A new study published in Science, co-authored by Luc Hoffmann Institute Fellow William Kolby Smith, found present-day oil and gas extraction practices drive the large-scale loss of ecosystem services across the North American Great Plains.
Improved drilling technologies coupled with energy demand resulted in an average of 50,000 new wells drilled per year in central North America — displacing an area of crop and rangeland equivalent to three Yellowstone National Parks between 2000–2012.
High resolution satellite data provide the clues
By combining high-resolution satellite data of vegetation growth with oil and gas industry data for central North America, the authors provide a first broad-scale assessment of ecosystem services loss due to oil and gas extraction.
“There are two important things here,” say lead author Brady Allred of the University of Montana. “First, we examine all of central North America, from the south coast of Texas to northern Alberta. When we look at this continental scale picture, we see impacts and degradation that are missed when focusing only at a local scale. Second, we see how present policies may potentially compromise future ecosystem integrity over vast areas.”
The impacts of extraction techniques
Ecosystem fragmentation and habitat loss causes widespread loss of agricultural and grazing land, disrupts wildlife migration routes, alters wildlife behavior and allows for the establishment of invasive plant species.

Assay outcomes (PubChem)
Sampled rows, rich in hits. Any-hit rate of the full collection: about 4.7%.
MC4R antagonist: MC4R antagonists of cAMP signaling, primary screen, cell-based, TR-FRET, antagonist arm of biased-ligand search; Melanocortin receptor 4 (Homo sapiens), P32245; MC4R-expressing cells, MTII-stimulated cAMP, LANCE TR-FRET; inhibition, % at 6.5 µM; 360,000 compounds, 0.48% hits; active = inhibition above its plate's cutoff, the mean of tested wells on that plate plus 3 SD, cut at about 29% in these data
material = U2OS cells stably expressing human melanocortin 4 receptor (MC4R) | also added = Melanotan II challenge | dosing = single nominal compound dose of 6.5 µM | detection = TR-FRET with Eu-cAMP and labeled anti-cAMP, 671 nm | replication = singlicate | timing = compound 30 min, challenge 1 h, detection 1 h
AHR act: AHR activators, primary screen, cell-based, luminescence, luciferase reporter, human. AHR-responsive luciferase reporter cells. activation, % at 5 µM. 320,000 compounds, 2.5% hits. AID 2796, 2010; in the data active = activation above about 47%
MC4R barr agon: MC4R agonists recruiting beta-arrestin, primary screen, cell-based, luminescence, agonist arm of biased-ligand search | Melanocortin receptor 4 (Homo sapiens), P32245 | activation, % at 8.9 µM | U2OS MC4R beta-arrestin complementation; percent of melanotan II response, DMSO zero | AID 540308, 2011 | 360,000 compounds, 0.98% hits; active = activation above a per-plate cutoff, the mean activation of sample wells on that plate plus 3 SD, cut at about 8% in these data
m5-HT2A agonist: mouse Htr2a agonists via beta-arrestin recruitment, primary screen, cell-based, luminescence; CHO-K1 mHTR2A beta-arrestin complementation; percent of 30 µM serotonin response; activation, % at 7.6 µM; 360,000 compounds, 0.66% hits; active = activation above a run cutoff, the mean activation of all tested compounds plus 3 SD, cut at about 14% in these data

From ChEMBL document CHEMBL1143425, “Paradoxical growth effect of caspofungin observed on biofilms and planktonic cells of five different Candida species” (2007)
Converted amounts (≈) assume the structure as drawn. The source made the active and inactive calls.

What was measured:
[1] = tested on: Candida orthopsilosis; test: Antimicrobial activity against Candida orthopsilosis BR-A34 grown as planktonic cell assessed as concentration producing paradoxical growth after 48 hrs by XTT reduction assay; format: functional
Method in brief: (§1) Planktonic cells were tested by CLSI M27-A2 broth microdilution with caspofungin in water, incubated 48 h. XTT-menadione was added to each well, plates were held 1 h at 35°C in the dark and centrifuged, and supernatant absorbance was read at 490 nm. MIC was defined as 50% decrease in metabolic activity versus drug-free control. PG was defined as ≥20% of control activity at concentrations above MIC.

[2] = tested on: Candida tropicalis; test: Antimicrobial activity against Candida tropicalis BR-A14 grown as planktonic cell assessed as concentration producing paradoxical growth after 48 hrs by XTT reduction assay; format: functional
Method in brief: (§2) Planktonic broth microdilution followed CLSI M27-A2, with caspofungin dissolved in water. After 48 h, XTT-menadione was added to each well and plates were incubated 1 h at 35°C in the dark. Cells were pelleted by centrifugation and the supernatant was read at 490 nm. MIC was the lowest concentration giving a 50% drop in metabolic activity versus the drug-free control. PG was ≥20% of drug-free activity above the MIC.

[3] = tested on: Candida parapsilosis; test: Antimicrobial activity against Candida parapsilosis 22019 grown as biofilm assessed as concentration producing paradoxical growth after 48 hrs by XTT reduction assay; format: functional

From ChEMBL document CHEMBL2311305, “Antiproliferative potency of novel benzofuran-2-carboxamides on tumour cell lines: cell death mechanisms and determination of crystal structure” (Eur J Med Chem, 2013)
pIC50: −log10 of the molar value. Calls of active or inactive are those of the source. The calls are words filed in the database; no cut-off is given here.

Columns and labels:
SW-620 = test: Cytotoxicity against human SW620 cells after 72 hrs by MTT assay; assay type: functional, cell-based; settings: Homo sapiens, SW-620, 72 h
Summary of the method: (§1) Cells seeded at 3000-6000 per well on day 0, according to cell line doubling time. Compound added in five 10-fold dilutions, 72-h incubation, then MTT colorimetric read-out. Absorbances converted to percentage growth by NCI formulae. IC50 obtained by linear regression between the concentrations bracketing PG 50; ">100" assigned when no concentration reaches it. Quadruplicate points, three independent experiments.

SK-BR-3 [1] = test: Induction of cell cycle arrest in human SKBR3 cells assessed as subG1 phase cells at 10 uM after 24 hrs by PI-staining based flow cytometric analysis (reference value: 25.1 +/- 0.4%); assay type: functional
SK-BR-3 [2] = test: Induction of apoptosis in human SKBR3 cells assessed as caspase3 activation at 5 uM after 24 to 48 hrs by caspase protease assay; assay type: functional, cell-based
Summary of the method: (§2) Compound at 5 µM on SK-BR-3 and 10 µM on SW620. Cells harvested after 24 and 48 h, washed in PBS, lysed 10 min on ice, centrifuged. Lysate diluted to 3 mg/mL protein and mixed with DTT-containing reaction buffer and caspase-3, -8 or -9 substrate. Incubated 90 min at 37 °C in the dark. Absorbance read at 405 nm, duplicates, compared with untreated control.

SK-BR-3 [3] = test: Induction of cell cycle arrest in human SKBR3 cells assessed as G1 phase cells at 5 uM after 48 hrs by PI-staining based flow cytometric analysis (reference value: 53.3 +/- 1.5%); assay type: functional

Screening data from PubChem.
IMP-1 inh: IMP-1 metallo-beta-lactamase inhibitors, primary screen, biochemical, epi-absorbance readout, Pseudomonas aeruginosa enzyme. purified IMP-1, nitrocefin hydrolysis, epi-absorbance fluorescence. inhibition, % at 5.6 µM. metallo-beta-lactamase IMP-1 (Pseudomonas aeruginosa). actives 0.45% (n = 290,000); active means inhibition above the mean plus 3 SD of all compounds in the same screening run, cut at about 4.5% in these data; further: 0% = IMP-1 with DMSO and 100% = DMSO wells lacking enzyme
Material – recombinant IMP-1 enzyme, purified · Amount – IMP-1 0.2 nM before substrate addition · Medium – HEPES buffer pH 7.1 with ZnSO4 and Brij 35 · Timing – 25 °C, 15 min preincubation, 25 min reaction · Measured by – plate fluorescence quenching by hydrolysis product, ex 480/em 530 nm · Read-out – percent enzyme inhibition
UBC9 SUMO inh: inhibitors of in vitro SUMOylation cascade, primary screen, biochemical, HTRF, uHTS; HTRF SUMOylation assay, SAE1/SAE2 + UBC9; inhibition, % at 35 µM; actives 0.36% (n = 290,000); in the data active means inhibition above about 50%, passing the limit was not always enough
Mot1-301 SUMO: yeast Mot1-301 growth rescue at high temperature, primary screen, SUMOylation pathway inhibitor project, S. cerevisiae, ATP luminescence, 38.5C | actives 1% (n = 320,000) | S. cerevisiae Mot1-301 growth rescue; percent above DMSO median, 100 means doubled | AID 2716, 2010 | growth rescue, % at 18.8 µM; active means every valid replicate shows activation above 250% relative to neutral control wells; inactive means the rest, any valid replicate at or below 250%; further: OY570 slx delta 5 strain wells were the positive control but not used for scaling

New technology such as high-volume hydraulic fracturing uses up to 13 million gallons of water per well annually, intensifying an already fraught competition among agriculture, aquatic ecosystems and municipalities for water resources across this largely arid region.
Research findings will help inform policy decisions
The authors hope that these findings will provide a platform for policymakers, land managers and scientists to collaborate to develop policy aimed at meeting future energy demands while minimizing adverse environmental impacts.
“We already know that rapid, unrestricted land use change can have large-scale detrimental consequences. With the Dust Bowl of the 1930’s, it took catastrophic environmental and economic loss to trigger policy reforms that addressed the risks of broad-scale land use change,” says Smith. “Fortunately, today, we have the data and information to ensure we don’t repeat past mistakes. Now the challenge is making sure the science is integrated into the decision making process.”
William Kolby Smith is a Luc Hoffman Institute postdoctoral fellow working on the research project Assessing Sustainability Standards. He is based at the University of Minnesota’s Institute of Environment Global Landscapes Initiative and the Natural Capital Project.
Additional authors of the study include lead author Brady Allred of the University of Montana, Dirac Twidwell of the Department of Agronomy and Horticulture, University of Nebraska, Lincoln, Nebraska; Julia H. Haggerty of the Department of Earth Sciences, Montana State University, Bozeman, Montana; Steven W. Running and David E. Naugle of the University of Montana, Missoula, Montana; and Samuel D. Fuhlendorf, Department of Natural Resource Ecology and Management, Oklahoma State University, Stillwater, Oklahoma.
Main image: Aerial view of a typical drilling pad in the upper Green River valley, Wyoming. Roughly 50,000 new wells are drilled per year across central North America. Credit: SkyTruth/Flickr